But the strongest proof of their Malay descent lies in the similarity of their various languages, both to one another and to the mother tongue. It is not merely a likeness in general construction, but many words are almost identical, as you may gather at a glance from the following vocabulary. In short, the whole subject is extremely interesting, but is one which I must leave to the discussion of learned folk, whose wise disquisitions you can study at your leisure.

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CHAPTER XIX.

LIFE IN PAPEETE—THE MARKET—CHURCHES COUNTRY LIFE IN

THE SOUTH SEAS.

Thk Red Horsr, Papeete,
Saturday, Iktxmber 1st.

We have had a very gay week, including several festivities on board the three French men-of-war now in harbour. On Saturday I was invited to dine on board Le Limier, with the Greens, Viennots, and Verniers. (In case your French fails you, I may remind you that a limier is a blood-hound; a fact which I only recollected on seeing canine heads on all the boats.) M. Puech is a good friend of the French Protestant Mission, and his visit to Tahiti is a happy event for all its members. After a pleasant dinner, we sat on deck to hear the sailors sing, and then went off in small canoes for a nearer sight of the pecJie (I flamlxaux, which was going

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on in every direction near the reef—the flashing torches and dark figures of the fishermen forming a most picturesque scene.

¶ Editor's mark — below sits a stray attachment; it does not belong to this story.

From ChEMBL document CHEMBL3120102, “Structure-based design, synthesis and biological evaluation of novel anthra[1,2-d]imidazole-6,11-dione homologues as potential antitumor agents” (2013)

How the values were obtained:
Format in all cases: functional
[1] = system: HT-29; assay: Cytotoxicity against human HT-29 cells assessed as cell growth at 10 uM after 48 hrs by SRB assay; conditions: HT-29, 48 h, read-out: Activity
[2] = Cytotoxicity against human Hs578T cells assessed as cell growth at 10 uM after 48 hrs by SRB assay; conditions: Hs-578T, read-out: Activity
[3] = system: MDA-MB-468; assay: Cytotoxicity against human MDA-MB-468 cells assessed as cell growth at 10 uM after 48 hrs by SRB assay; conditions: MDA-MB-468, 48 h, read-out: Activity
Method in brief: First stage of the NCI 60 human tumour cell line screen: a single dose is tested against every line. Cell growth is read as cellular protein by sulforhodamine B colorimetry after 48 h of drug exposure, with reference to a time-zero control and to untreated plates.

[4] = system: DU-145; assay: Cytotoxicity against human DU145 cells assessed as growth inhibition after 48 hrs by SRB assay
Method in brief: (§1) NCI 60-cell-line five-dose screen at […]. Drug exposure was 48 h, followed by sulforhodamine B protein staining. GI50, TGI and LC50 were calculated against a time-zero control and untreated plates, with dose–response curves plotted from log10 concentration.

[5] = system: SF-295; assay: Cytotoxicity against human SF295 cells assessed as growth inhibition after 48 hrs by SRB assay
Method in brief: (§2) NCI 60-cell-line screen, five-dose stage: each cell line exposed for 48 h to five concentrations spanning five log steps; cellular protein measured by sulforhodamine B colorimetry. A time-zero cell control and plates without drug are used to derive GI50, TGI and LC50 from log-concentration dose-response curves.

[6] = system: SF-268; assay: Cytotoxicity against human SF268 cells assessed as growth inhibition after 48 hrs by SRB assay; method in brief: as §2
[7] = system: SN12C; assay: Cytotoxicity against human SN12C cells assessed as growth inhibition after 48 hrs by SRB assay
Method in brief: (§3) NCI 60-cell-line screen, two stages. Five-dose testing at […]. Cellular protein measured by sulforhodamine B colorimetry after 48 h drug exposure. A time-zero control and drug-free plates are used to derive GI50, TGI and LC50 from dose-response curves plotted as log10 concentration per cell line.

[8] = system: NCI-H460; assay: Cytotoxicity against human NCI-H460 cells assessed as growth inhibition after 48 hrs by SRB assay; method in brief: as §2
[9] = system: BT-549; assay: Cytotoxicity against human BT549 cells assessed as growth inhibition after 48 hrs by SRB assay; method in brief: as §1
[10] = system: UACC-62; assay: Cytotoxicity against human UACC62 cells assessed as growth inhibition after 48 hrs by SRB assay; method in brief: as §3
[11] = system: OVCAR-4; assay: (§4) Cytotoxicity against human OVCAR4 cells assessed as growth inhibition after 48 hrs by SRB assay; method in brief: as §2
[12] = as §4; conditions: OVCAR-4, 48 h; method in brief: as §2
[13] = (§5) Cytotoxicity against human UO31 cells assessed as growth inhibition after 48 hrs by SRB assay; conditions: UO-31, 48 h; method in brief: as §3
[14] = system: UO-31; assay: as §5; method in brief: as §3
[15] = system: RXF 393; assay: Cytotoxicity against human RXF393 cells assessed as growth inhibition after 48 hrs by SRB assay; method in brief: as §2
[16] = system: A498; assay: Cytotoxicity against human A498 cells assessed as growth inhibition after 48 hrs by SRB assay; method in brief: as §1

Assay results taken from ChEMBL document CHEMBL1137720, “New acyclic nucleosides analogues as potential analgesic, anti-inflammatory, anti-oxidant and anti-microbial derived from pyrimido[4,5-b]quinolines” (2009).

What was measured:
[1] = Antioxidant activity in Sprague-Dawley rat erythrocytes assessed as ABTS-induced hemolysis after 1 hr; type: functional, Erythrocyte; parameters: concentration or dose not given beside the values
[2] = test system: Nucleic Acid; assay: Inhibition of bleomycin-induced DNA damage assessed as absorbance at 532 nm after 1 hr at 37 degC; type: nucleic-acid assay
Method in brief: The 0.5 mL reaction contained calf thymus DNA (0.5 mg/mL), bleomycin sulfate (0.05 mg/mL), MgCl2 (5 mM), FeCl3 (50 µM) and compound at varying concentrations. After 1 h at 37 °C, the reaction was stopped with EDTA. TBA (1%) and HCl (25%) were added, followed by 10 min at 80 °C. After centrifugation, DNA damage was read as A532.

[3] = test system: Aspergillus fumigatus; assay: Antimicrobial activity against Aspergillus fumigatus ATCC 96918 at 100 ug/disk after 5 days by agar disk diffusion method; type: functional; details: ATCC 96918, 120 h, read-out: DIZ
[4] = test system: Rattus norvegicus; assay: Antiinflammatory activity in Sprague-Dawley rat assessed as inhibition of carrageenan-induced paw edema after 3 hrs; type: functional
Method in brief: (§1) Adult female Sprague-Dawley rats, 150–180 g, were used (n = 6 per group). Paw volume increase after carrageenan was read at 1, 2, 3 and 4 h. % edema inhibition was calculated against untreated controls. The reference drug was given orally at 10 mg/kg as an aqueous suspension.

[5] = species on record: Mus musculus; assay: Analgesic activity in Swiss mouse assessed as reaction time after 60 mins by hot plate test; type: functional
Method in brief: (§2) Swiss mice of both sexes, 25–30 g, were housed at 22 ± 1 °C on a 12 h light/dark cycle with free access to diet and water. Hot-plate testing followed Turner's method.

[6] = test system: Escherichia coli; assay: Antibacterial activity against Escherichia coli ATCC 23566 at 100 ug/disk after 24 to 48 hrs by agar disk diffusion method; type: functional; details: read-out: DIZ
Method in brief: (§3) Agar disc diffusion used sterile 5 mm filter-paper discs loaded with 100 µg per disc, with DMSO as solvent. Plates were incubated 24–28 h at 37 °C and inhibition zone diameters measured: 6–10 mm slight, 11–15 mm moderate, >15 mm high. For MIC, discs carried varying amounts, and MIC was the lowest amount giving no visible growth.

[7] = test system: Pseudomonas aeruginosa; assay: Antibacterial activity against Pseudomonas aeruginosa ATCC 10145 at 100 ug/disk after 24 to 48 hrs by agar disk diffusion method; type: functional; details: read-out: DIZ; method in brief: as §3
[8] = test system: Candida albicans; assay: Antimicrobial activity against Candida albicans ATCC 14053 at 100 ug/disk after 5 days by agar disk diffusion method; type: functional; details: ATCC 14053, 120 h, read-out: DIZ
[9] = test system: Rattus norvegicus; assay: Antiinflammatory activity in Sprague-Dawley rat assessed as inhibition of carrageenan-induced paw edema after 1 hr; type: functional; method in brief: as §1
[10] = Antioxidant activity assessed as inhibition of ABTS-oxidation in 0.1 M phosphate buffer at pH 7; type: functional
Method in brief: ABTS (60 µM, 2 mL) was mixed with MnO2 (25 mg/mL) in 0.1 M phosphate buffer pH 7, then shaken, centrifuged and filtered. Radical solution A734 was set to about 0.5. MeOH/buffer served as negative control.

Another day we breakfasted on board Le Seignelay, and in the afternoon a large party assembled on La Magicienne to see the boat-races. A pretty sight, and seen from a beautiful and most luxurious ship.

On Wednesday, the admiral held his last reception at Government House, at which there was a very large attendance; and Mrs Brander had most mirthful dances here on Monday, and again last night . The latter was a farewell, and I fear that to many of the young folk it was really a very sorrowful one.

This morning we watched La Magicienne steam out of harbour 'on her way to Valparaiso. The admiral leaves a pleasant vicegovernor in M. D'Oncieue de la Battye, who is happily allowed to retain the excellent band till the arrival of the new governor; when the Seignelay is to convey him and it to Valparaiso. So the Tahitians find some consolation in this arrangement.

Sunday Evening.

I think our Sundays would seem to you rather a curious medley, so I will give you a sketch of to-day from morning till evening. I was, as usual, awakened at 5 A.m. by the chattering of many voices, as the boats discharged their cargoes of fruit and rainbow-coloured fish beneath my windows. It was an exquisite cloudless morning, and I was seized with a sudden impulse to follow the crowd to the market, which hitherto I had only seen in its deserted afternoon aspect.

Passing by roads which are called streets, but are rather shady bowers of yellow hybiscus and bread-fruit trees, I entered the covered market-place, where were assembled as gay a throng as you could wish to see, many of them dressed in flowing robes of the very brightest colours; for the people here assembled are chiefly le peuple, whose days of ceremonial mourning for their good old queen are drawing to a close; so the long tresses of glossy black hair, hitherto so carefully hidden within their jaunty little sailor